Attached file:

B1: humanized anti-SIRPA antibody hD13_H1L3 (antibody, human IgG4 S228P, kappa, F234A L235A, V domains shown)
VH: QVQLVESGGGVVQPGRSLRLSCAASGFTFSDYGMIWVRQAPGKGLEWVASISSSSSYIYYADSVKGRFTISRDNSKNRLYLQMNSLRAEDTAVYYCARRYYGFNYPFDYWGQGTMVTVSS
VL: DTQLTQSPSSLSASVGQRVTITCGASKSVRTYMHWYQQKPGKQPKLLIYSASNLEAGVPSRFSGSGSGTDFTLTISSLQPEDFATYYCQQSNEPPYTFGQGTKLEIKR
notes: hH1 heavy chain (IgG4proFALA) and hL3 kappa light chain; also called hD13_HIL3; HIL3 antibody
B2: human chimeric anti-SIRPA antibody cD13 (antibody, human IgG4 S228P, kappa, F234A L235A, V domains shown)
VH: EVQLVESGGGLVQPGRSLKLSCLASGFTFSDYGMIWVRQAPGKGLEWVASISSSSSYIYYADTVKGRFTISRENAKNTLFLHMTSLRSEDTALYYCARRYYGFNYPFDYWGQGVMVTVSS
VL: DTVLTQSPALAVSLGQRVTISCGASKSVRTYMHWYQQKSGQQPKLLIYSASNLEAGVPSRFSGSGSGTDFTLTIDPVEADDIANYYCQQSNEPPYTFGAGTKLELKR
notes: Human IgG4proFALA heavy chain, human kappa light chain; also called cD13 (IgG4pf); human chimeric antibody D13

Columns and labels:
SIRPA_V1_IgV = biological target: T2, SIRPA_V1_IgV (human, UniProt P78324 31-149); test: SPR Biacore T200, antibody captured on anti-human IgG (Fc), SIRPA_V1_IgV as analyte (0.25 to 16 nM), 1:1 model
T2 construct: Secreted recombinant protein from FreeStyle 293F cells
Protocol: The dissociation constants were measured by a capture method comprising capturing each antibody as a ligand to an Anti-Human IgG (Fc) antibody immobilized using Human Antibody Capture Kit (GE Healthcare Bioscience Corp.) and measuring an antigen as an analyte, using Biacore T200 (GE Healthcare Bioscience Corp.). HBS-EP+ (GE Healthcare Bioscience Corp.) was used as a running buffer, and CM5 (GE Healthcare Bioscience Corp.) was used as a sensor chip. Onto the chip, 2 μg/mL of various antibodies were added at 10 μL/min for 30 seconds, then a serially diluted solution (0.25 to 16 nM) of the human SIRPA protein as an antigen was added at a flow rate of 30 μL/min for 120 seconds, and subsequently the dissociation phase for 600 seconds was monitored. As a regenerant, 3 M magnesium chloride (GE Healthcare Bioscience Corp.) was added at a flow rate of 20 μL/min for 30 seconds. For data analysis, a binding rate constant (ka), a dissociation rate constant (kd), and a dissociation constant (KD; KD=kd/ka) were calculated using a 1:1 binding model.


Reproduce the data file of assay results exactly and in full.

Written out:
B1: humanized anti-SIRPA antibody hD13_H1L3 (antibody, human IgG4 S228P, kappa, F234A L235A, V domains shown)
VH: QVQLVESGGGVVQPGRSLRLSCAASGFTFSDYGMIWVRQAPGKGLEWVASISSSSSYIYYADSVKGRFTISRDNSKNRLYLQMNSLRAEDTAVYYCARRYYGFNYPFDYWGQGTMVTVSS
VL: DTQLTQSPSSLSASVGQRVTITCGASKSVRTYMHWYQQKPGKQPKLLIYSASNLEAGVPSRFSGSGSGTDFTLTISSLQPEDFATYYCQQSNEPPYTFGQGTKLEIKR
notes: hH1 heavy chain (IgG4proFALA) and hL3 kappa light chain; also called hD13_HIL3; HIL3 antibody
B2: human chimeric anti-SIRPA antibody cD13 (antibody, human IgG4 S228P, kappa, F234A L235A, V domains shown)
VH: EVQLVESGGGLVQPGRSLKLSCLASGFTFSDYGMIWVRQAPGKGLEWVASISSSSSYIYYADTVKGRFTISRENAKNTLFLHMTSLRSEDTALYYCARRYYGFNYPFDYWGQGVMVTVSS
VL: DTVLTQSPALAVSLGQRVTISCGASKSVRTYMHWYQQKSGQQPKLLIYSASNLEAGVPSRFSGSGSGTDFTLTIDPVEADDIANYYCQQSNEPPYTFGAGTKLELKR
notes: Human IgG4proFALA heavy chain, human kappa light chain; also called cD13 (IgG4pf); human chimeric antibody D13

Columns and labels:
SIRPA_V1_IgV = biological target: T2, SIRPA_V1_IgV (human, UniProt P78324 31-149); test: SPR Biacore T200, antibody captured on anti-human IgG (Fc), SIRPA_V1_IgV as analyte (0.25 to 16 nM), 1:1 model
T2 construct: Secreted recombinant protein from FreeStyle 293F cells
Protocol: The dissociation constants were measured by a capture method comprising capturing each antibody as a ligand to an Anti-Human IgG (Fc) antibody immobilized using Human Antibody Capture Kit (GE Healthcare Bioscience Corp.) and measuring an antigen as an analyte, using Biacore T200 (GE Healthcare Bioscience Corp.). HBS-EP+ (GE Healthcare Bioscience Corp.) was used as a running buffer, and CM5 (GE Healthcare Bioscience Corp.) was used as a sensor chip. Onto the chip, 2 μg/mL of various antibodies were added at 10 μL/min for 30 seconds, then a serially diluted solution (0.25 to 16 nM) of the human SIRPA protein as an antigen was added at a flow rate of 30 μL/min for 120 seconds, and subsequently the dissociation phase for 600 seconds was monitored. As a regenerant, 3 M magnesium chloride (GE Healthcare Bioscience Corp.) was added at a flow rate of 20 μL/min for 30 seconds. For data analysis, a binding rate constant (ka), a dissociation rate constant (kd), and a dissociation constant (KD; KD=kd/ka) were calculated using a 1:1 binding model.